Monday, August 9, 2010

Life as a Rock in a Lake

I believe that, in the natural state of the world, human beings are intrinsically selfish. We live our lives as a series of expanding rings and pay the greatest attention to the innermost - ourselves, then our immediate family, then our extended family and friends, our neighbours, our community, our world. In the far reaches lie the people and things with which of which we have little experience or knowledge. It’s not that we don’t care - it’s that we haven’t the energy or interest to look into those things and decide whether we care or not.

In the natural order of things, we feed ourselves so we have energy to feed our young, and once our young are fed, we start to think about the greater world, and whether their young have all been fed. And too often, the inner circles consume so much of our lives that we forget that the wider world exists - and understandably so. It’s a poor parent who neglects their own children to care for an old man they’ve never met in Nepal. And let’s remember our basic airline safety training - apply your own air-mask before applying the air-mask of your dependent child, lest you both pass out from being oxygen deprived in a depressurized cabin and all hope is lost. Even though the bag may not inflate, oxygen is flowing through the mask.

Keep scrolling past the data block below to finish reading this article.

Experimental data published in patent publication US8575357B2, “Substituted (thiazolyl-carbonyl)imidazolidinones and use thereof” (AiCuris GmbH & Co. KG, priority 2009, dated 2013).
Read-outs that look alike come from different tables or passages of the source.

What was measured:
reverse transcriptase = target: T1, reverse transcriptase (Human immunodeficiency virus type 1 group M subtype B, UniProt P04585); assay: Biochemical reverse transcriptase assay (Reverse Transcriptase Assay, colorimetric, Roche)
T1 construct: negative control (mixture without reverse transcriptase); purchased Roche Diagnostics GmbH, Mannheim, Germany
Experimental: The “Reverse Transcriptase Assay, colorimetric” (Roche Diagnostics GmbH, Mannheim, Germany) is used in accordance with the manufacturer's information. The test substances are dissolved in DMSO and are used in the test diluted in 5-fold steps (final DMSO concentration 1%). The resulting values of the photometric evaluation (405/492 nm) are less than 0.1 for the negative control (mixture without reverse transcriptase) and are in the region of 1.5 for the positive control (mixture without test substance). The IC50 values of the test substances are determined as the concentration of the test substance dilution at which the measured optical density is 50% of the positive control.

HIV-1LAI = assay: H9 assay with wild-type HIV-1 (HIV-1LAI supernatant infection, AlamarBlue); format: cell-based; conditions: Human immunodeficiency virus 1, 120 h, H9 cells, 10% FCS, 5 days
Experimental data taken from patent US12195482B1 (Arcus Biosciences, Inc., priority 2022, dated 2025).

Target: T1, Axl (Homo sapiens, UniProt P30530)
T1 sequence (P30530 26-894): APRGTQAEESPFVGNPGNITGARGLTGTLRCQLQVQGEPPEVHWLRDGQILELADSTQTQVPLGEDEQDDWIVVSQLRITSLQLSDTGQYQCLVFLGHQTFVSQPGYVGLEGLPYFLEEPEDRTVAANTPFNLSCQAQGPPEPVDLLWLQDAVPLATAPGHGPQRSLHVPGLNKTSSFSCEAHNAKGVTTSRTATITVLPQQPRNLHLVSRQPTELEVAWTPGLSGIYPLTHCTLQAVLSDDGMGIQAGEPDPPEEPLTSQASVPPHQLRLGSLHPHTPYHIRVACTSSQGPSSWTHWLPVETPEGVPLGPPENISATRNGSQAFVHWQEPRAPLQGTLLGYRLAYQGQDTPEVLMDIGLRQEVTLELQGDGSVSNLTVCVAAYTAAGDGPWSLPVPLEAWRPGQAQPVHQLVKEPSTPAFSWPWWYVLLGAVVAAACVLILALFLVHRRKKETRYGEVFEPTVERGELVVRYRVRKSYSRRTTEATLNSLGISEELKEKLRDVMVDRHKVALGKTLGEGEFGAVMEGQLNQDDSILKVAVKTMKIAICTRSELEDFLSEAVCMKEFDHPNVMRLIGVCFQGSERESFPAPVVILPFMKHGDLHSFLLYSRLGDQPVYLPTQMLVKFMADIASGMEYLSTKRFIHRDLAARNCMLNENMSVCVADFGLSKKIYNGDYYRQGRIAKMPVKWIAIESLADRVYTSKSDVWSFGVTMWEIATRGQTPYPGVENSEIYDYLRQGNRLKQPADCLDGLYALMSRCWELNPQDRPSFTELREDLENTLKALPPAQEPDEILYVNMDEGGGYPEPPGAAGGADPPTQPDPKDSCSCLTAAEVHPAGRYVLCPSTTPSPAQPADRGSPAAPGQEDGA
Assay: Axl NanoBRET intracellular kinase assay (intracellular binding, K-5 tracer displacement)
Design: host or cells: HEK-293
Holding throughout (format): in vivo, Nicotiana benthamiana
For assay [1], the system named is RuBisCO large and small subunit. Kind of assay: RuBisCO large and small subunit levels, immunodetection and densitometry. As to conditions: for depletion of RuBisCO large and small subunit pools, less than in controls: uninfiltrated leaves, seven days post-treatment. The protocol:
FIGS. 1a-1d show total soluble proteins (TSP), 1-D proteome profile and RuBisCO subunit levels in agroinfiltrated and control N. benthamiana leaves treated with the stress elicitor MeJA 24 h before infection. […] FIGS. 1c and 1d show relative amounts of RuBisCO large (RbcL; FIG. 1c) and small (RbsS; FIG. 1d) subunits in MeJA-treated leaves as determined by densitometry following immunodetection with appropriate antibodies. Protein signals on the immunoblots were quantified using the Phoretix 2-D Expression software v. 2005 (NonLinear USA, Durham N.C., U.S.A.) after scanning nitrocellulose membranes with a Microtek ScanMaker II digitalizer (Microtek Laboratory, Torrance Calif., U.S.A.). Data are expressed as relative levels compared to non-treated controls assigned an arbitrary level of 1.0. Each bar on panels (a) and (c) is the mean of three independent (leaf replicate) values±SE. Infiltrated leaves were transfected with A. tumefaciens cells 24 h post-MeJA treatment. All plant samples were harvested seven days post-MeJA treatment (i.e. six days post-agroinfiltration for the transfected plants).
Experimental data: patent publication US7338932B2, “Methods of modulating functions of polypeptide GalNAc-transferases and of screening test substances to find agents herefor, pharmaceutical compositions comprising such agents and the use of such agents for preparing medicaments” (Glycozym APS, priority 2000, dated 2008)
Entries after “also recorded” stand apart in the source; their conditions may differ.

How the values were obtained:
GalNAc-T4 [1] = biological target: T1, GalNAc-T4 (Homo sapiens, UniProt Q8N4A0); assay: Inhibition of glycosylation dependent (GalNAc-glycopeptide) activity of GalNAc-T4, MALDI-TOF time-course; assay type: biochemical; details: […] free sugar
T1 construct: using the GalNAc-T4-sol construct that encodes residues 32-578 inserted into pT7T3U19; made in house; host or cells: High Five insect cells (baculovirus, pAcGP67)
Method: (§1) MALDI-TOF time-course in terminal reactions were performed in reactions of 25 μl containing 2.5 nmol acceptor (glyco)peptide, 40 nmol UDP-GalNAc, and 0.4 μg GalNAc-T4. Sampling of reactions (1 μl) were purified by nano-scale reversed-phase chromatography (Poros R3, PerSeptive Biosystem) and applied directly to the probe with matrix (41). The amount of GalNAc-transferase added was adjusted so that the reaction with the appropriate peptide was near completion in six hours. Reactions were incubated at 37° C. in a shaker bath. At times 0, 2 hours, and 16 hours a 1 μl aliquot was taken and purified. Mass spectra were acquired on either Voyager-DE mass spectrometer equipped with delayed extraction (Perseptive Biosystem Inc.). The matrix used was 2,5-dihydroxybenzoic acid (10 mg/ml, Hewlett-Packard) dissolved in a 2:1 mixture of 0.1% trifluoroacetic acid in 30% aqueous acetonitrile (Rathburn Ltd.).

Sadness, despair, and frustration occur when we have a chance to observe the larger world, and the mammoth inequities that exist. So much of the world is given to so little of its people. Abject poverty and neglect abound, everywhere. We have too much, and we save so little - of our resources, thoughts, and energy - for the wider circles far away from ourselves.

And while I have a great many issues with most of the many religions that abound, a few very nice themes thread through them all. It’s against human nature, so it never will work - just like abstinence based sex-ed, which has failed to teach teenagers what thousands of years of evolution has not - but think, as monks, rabbis, and preachers have before: wouldn’t the world be a beautiful place if we did things backwards - starting on the outside and working our way in, and feeding the neighbour’s children before our own?